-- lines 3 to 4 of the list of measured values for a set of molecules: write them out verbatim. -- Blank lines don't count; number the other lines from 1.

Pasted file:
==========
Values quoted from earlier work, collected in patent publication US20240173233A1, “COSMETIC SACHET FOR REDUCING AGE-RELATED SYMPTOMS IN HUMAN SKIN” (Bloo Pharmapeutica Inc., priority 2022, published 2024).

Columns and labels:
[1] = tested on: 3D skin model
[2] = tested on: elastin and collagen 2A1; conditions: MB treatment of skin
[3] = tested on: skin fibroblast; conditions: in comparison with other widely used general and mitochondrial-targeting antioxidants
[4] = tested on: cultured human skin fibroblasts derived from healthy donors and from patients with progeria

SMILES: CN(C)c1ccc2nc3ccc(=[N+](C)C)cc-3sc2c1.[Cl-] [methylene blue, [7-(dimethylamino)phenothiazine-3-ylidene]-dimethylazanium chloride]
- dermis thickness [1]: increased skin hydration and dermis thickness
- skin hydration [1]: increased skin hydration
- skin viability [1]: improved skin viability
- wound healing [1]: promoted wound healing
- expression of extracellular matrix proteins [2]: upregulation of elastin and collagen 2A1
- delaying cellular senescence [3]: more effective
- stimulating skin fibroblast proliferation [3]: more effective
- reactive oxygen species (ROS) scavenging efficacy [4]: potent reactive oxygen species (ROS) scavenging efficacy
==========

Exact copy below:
[1] = tested on: 3D skin model
[2] = tested on: elastin and collagen 2A1; conditions: MB treatment of skin